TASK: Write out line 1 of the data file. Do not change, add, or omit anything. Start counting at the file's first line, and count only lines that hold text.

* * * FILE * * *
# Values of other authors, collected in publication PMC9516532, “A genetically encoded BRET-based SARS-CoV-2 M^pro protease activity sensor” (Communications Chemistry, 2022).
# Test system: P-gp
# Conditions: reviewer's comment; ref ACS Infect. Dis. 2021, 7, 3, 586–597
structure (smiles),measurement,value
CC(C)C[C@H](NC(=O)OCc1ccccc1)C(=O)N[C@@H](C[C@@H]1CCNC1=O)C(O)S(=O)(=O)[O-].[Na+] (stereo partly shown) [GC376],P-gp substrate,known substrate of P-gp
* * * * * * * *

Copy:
# Values of other authors, collected in publication PMC9516532, “A genetically encoded BRET-based SARS-CoV-2 M^pro protease activity sensor” (Communications Chemistry, 2022).